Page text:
Relics of a Geek

Earlier today I stumbled across a Facebook conversation regarding those wedding dress shopping shows on TLC and what not. Like my friend, I fail to see the allure of something like Say Yes to the Dress. Beachy, however, is steadily moving away from Disney Channel and towards TLC. That show is one of her favorites.

“I’m pretty sure second-graders are in TLC’s target demographic now,” I commented to uproarious approval.

Then the conversation turned to what sort of things we watched or played with at that age. Some like to play “marriage.” Others liked to play “doctor.” I suppose I had more in common with the latter.

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Although I’ve never been terribly fond of roleplaying.
Image source: crackedmoon

They were my sister’s Barbies. Weirdos.

Anyway, Beachy’s sometimes odd behavior has plenty of precedent. In 1981 my class made Easter Bunny figures out of eggshells. Naturally most of my colleagues went with springy, pastel and/or religious themes. Finding that shit boring as hell, I dressed mine as figures from the then-recent assassination attempt on President Reagan.

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“Chasing Jodie Foster’s tail, up and down the bunny trail ….”

Then as now, not all of my interests revolved around the prurient and/or borderline psychotic. Not even close. My most cherished childhood possession? That’s a no-brainer. It’s my copy of the 1976 World Book Encyclopedia, which I still possess. Every time I sit down to write SB they’re on a shelf less than five feet away, acting as something of a talisman of a simpler time. Or one when Jerry Ford was still president, anyway.

Although I don’t refer to them anymore in this era of Wikipedia, they still rest in a place of honor here in the Command Center, all 22 splendorous volumes. I also have the complete 1945 Book of Knowledge, an encyclopedia set originally owned by my grandmother.

So while other kids were reading stuff like Charlotte’s Web and various Judy Blume titles, this was what I was reading. A lot.

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A LOT.

I wasn’t entirely a mutant, though. As a matter of fact, I have an original Optimus Prime from around 1985 in the staff car trunk right now. It’s not in Antiques Roadshow quality to say the least, but I still can’t bear to part with it.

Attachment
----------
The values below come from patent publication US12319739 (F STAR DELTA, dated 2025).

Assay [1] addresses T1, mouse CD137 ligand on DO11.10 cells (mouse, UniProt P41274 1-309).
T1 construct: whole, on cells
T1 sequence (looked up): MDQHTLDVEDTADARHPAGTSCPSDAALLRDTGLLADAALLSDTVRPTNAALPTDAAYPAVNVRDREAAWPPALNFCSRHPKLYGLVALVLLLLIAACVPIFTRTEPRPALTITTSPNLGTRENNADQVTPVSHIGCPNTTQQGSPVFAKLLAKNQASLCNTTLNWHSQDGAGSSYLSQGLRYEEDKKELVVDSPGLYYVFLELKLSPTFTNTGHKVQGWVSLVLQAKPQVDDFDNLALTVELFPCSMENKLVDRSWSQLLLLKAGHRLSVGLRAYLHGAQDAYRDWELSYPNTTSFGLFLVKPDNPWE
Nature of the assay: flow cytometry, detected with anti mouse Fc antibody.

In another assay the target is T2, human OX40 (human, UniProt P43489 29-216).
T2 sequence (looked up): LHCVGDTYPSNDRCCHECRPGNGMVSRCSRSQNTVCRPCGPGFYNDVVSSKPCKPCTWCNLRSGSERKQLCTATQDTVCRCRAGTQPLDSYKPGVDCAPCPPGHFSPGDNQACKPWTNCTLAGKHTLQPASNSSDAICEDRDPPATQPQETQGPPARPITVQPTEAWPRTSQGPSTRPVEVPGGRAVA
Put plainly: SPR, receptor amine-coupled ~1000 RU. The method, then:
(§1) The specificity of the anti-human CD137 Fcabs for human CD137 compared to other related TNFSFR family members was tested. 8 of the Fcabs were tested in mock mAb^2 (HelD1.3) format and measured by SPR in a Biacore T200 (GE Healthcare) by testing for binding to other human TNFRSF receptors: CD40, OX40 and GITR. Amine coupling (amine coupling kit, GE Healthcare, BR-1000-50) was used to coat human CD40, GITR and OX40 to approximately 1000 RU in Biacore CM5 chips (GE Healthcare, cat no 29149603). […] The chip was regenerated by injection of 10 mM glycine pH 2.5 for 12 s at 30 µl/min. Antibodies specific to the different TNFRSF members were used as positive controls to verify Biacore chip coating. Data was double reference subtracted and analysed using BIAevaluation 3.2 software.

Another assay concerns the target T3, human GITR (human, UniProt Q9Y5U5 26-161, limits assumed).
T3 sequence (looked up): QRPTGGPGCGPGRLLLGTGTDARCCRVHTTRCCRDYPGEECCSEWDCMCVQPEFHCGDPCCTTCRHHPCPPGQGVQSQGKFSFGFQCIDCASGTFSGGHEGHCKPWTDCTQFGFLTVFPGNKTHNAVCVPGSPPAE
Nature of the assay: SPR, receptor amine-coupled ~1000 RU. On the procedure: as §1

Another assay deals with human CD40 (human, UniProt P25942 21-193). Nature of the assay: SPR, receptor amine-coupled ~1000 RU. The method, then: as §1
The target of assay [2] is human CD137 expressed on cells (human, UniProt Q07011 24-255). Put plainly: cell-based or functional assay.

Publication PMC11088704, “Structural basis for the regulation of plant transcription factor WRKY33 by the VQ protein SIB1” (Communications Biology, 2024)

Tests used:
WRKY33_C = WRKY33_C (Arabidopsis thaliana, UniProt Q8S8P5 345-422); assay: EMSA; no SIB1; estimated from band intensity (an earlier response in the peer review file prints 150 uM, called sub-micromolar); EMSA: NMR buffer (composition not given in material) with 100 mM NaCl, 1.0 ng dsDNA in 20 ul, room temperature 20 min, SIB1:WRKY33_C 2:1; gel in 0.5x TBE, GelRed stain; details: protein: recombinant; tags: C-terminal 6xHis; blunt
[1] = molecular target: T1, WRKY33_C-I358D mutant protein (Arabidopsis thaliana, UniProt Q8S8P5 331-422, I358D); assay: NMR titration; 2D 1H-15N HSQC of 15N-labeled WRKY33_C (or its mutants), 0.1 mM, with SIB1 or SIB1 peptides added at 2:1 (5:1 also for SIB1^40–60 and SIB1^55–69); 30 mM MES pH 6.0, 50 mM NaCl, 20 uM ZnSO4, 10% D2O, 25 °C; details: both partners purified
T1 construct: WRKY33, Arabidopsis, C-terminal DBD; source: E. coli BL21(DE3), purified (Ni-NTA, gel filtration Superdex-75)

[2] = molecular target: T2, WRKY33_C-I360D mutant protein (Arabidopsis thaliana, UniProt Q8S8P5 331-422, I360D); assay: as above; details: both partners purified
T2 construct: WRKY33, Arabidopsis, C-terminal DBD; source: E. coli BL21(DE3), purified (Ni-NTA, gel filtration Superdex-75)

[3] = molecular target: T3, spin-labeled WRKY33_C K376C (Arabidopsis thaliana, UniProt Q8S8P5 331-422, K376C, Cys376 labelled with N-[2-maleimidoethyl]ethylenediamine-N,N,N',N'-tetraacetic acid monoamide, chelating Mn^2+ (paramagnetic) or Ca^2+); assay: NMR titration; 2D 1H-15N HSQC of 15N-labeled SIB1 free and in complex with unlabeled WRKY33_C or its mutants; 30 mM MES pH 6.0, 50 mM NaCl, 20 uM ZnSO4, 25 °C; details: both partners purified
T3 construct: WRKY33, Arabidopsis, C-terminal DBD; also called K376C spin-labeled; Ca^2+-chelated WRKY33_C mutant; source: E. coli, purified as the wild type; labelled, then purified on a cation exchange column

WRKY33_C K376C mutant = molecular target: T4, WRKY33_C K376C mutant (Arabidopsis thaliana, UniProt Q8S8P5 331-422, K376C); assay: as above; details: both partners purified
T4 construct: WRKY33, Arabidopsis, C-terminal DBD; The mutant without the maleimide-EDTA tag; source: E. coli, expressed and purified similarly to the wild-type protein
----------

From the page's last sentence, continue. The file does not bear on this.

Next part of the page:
I also can’t figure out where else to put it. It’s been in my trunk for over four years now.

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Repulsed by Radio

A couple days ago I regaled you with my thoughts on 1980s TV. I suppose it’s only fitting I make a few comments about 1980s pop music as well.

My fascination with music can be traced directly back to 15 July 1984, my 11th birthday. As a gift I received a small “boom box.” This in turn led me to an obsession with the weekly Top 40 show as hosted by Casey Kasem and later Rick Dees. It aired on at 4 pm on Sundays on the local Top 40 FM station, and I often taped the whole frickin’ thing.

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There’s no cheese like the Dees.
Image credit: lax.hyundai

I freely admit I liked a lot of the stuff they played on Top 40 radio back then. Still do. However, as time wore on I increasingly came across songs I didn’t like. That’s to be expected, of course. Even so, there were some tracks I found so loathsome that just a few notes would compel me to turn the radio OFF until the offending audio went away.

The following are some of the worst offenders.

Anything by Prince

At roughly the same time I embraced the Top 40, a Minneapolis-based singer/songwriter named Prince Rogers Nelson released a film called Purple Rain, along with a soundtrack album of the same name. For approximately the next three years, Western civilization wouldn’t shut up about the guy. At certain times Prince seemed to be more overexposed than the King of 80s Cheese himself, Michael Jackson.

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I’d post a YouTube clip, but he’d probably have it taken down before I hit the “Publish” button.
Image credit: Yves Lorson

Why I hated it then: When I was 11 years old there were two things in this world I absolutely despised: Cabbage Patch Kids and Prince. There was no single reason for my loathing of the diminutive Minnesotan, but it probably had to do with his eyeliner, his ruffled shirts, a bouffant which put Kim Jong-il’s to shame, his repeated dissings of Weird Al Yankovic, and the fact he seemed to be everywhere for a very long time. Whatever it was, I couldn’t stand the guy.